By Joshua Tartakovsky,
27 September 2017
It has been a long while since I wrote about anything. Meantime, the world is changing very rapidly and few have the time, or the knowledge, to connect the dots and make sense of where the world is going. My writings are probably read by a fairly small number of people at a time when there is a sea of information, most of it partial and not argued well, but still, one solid piece of an insight can have an effect in ways that are not preordained.
On the menu: Hurricane in Puerto Rico, Elections in Germany, Catalan Independence.
Hurricane in Puerto Rico
I recently took an Uber drive in the United States. The driver was a Puerto Rican who has been living in the US (wait, did I just say “living in the US,” as if Puerto Rico is not part of the US? That is precisely the problem, since Puerto Rico is in all ways part of the US besides the right to trade unhindered with the world and several others. In many ways, it is in all effects a colony, and I highly recommend the disturbing and fascinating book “War Against All Puerto Ricans: Revolution and Terror in America’s Colony” by Nelson A. Davis) for 30 years or so.
The driver had a warm smile, but even his kind heart and leniency towards optimism, could not hide the gnawing hole in his heart. “My wife did not hear from any of her family on the island until now,” he explained. Efforts to develop contact and seek help were futile. Many on the island have been cut off from electricity and wi-fi for days and no one really knows what is going on there. Indeed, the New York Times explained that residents are cut off now from air conditioning despite the heat. However, for the impoverished people of the Caribbean, being without air-conditioning has long been the norm, and they find other ways to cool themselves off (and are probably healthier for that due to the negative effect air-conditioning has on one’s skin). Only detached liberals who have never visited impoverished areas and sought to live with locals for a while or understand their conditions, can believe that being left without air-conditioning is the main problem.
With his wife not knowing what to do with herself as she has no idea if her relatives are alive or bodies floating in overwhelmed areas, he had to go out, the driver explained. He told me he lost everything he had on the island, a large boat, a large house, everything. The US government is now faced with the burden of reconstructing the island after the devastation caused by Irma in Texas. Supposedly, the profit is supposed to cover up the huge costs. However, the US is already under immense debt and the hurricanes are not seeming to stop. How to keep paying for a nature gone wild?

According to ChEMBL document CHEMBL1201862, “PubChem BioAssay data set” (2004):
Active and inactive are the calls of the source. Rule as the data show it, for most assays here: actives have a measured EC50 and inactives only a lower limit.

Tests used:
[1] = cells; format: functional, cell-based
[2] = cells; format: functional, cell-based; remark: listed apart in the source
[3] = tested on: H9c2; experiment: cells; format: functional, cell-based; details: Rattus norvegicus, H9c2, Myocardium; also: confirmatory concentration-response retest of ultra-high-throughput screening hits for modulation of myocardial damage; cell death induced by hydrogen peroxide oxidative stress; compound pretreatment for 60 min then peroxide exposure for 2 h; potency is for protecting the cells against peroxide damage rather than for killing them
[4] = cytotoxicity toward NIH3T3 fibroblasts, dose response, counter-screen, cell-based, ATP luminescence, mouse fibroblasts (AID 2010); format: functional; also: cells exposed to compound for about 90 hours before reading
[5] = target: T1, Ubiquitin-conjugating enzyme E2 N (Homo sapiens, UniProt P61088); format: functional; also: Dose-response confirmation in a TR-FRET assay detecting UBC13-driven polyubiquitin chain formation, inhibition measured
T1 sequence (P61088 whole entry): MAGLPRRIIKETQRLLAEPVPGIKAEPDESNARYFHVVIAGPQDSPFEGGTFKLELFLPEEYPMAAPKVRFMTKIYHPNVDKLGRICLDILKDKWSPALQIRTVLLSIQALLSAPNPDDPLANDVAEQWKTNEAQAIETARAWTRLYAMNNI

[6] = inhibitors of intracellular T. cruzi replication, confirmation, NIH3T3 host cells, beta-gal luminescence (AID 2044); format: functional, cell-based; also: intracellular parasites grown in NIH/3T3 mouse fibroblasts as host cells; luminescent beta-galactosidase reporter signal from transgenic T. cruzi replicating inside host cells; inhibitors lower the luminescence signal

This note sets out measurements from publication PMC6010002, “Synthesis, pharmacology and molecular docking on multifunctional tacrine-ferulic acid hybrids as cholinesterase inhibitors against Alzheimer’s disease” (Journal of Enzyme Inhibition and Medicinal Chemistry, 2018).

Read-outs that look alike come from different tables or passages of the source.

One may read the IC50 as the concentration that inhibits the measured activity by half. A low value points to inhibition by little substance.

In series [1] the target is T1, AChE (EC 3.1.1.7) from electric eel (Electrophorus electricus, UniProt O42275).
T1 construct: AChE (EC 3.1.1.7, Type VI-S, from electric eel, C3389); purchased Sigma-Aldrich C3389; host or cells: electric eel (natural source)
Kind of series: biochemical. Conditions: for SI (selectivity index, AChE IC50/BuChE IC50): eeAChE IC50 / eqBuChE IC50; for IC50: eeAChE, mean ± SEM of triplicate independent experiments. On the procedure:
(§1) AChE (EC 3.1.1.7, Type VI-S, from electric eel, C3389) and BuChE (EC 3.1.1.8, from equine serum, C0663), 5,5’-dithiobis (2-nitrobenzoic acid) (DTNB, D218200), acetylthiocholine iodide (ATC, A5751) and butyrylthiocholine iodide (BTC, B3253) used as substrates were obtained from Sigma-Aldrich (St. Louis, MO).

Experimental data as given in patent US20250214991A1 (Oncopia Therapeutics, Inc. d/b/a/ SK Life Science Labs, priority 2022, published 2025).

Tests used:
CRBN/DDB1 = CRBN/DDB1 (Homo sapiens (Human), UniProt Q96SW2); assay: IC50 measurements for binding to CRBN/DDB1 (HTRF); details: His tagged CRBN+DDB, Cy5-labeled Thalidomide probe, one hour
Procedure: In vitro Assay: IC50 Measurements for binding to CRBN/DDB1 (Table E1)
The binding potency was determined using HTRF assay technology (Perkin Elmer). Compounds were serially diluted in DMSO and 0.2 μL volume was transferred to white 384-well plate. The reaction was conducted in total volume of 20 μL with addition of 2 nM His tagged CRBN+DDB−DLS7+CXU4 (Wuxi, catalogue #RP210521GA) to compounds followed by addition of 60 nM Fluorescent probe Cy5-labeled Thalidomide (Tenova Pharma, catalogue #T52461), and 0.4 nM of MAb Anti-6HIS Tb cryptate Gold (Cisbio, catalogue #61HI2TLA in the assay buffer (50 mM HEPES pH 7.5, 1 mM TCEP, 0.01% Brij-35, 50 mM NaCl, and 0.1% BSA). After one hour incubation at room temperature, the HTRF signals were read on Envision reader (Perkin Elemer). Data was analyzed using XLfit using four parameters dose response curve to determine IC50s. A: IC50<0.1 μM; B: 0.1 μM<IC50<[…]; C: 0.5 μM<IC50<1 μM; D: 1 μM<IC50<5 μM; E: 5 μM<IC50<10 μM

The question of the future of Puerto Rico cannot be detached from the question of Puerto Rico as it has been until now. For many Americans, banks, corporations and for the US government itself, it was seen as a dumping ground, a colony to be maintained, a third world below America’s doorstep. President Trump has only been honest when he said that Puerto Rico’s huge debt and default are a major problem. At least he has the courage to admit this, rather than pretending all is fine as President Clinton or Obama who gave the corporations free-rein to drive the island into debt. Of course, few Americans know that waving the Puerto Rican flag in Puerto Rico is punishable by forty years in prison. And that those who sought greater independence in its economic and political affairs were imprisoned and tortured.
Finally, to the question of global warming itself.
I have not studied the issue nor am I a scientist. But one of the biggest arguments made by those who deny the rising sea levels are due to global warming, is that the number of hurricanes is cyclical and has not increased in recent years. This is true. The number of hurricanes have not increased. Is there no global warming then? Well, actually, the problem is that while the number of hurricanes has not increased, their intensity and subsequent damage caused by them, has. And this intensity is probably due to climate change.
–Update: In response to devastation visited on the island by the hurricane, President Trump waived the Jones Act. The Jones Act, enacted in 1920, prohibits Puerto Rico from receiving shipments and having an independent port policy. Instead, all shipment must go first to Florida, and only then to the US. If that is not a colonial act, I am not sure what is. But here, once again, President Trump has taken bold action, in places where Democratic presidents have failed.
Elections in Germany
The elections in Germany several days ago did what many considered impossible in the post-war era. A ultra-right-wing party not only made it to the Bundestag, but gained about 12% of the vote and roughly 96 elected representatives. But while Jewish organizations have rushed to prophesy the emergence of neo-Nazism in Germany, it is not hard to understand why many German voters voted for AfD. It is utter irresponsibility to overwhelm your country with undocumented refugees and especially as many of them commit physical and sexual attacks, and that is what Merkel has done. While AfD members made several unacceptable comments, and while some may well have a weak spot for Nazi symbols and attire (well, nowadays everyone wears Hugo Boss), AfD’s resurgence of nationalism in the form of border control would be a good thing for Germany.
The victory of AfD came along with the weakening, though not the collapse, of the political-center, as CDU and SPD but lost significantly. That this weakening took place in Germany, one of the world’s most powerful economies, signals the intensity of the structural systemic crisis which we are currently in, and which is likely to escalate as the economy continues to become more difficult for the middle class with no end in sight. Time will tell whether AfD will remain a single-event phenomenon or a lasting trend. But even if AfD unravels, other fringe parties are likely to win in the next elections, perhaps even more radical than the AfD. Furthermore, knowing German history, it may be better if AfD wins rather than for the center to continue to suffer silently and then move in a genuine pro-Nazi direction after its patience has run out. At the same time, it is also possible that AfD will chose a more hateful position over time and will grow in power rapidly.